by Anne Sofie Grindstrand, Marketing and Communications Assistant

12 November 2020

We 'Meet the Creators' ahead of the premiere next week of our contemporary opera project 12:42 - a unique film documenting the collaborative creative process of producing brand new operas under coronavirus lockdown conditions. Produced almost entirely in quarantine, the documentary follows the ambitious journey of 42 creative people – comprising the National Opera Studio’s Young Artist singers and repetiteurs, in close collaboration with some of today’s most exciting composers and librettists from around the world — to create eleven new opera arias entirely through online work and digital media.

We caught up with librettist Theophilus Kwek about his new work Above the White Island which, in collaboration with 2019/20 Young Artist Shengzhi Ren and composer Alex Ho, will be premiered on the National Opera Studio’s YouTube channel alongside the documentary. Along with filmed performances of each aria, the 12:42 documentary will première at 7.00pm GMT on OperaVision on 17 November HERE.

 

How have you found the process of writing this aria in both English and Chinese?

Preparing a bilingual text isn’t easy! In this case, I was able to square away some of the challenges by treating this as a work of translation rather than actually writing in both languages. So, the first part of the aria is written in English, while the middle section directly incorporates a poem by the T’ang Dynasty poet Du Fu, sung in Chinese. It’s a poem about exile and homesickness, and the final part of the aria (based on my own translation of this poem) ties the poet’s melancholy back to the protagonist’s present-day sense of being far from home, trapped in London under a lockdown.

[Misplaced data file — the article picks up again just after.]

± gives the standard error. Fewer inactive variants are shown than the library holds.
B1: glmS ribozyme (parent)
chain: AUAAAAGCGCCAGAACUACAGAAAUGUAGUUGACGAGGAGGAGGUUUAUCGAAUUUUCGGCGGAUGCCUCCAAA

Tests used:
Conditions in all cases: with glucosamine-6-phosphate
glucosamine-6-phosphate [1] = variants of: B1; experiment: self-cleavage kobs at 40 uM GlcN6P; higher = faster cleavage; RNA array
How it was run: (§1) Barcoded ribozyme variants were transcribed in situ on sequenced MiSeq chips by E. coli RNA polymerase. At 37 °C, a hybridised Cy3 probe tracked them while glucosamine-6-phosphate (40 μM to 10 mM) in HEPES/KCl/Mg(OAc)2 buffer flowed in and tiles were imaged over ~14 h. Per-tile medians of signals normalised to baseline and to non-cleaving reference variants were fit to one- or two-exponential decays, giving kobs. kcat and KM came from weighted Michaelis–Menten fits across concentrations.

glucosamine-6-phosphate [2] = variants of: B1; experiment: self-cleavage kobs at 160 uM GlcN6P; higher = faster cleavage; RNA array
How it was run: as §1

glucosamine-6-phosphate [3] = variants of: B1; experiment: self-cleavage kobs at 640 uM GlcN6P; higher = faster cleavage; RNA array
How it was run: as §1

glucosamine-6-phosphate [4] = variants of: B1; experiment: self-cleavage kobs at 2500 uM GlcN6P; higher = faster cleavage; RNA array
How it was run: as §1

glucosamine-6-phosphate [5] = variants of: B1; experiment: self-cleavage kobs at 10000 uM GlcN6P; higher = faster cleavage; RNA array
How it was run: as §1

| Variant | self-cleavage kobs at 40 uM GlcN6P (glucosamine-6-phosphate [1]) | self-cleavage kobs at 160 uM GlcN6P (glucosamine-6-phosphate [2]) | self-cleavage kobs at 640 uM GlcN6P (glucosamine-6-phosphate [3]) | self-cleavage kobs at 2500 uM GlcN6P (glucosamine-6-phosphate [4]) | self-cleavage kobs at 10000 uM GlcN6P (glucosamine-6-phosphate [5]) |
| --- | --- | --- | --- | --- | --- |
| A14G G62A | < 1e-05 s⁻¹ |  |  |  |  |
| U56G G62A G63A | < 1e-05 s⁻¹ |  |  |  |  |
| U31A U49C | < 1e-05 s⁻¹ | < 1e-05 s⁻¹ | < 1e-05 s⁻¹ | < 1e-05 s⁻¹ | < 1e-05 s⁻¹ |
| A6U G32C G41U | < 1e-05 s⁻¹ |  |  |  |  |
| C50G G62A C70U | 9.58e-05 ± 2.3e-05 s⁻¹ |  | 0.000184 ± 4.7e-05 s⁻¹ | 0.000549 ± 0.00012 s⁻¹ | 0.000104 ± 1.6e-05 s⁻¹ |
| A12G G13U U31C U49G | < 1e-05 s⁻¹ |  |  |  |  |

Including Du Fu’s text within my aria – a poem within a poem! – allowed me to create a sense of historical perspective, by lifting the protagonist’s sense of loneliness out of the immediate context of this year’s pandemic. It also provided a way for me to infuse a sense of distance and ‘strangeness’ into the text. I hope to give the audience a sense of what it means for migrants and other exiles to live between two worlds, or in two worlds at once.

  

The aria is based upon Shengzhi’s personal experience of being homesick and far from home, was it challenging to evoke this feeling through the words? 

Alex and I had the opportunity to speak to Shengzhi before I began work on the text, and this really helped me to see things from his perspective. Some of these conversations were challenging, as we were not only separated by time-difference and technology, but also had to converse in both languages (with me translating between them) to reach a common understanding. Over the webcam, I got a glimpse of both their rooms in London (Shengzhi later spent some time in Shanghai as well, as we continued work on this piece) and was struck by how all three of our lives, though far apart, looked so similar and walled-in due to the global nature of the pandemic. This became the starting-point for the aria.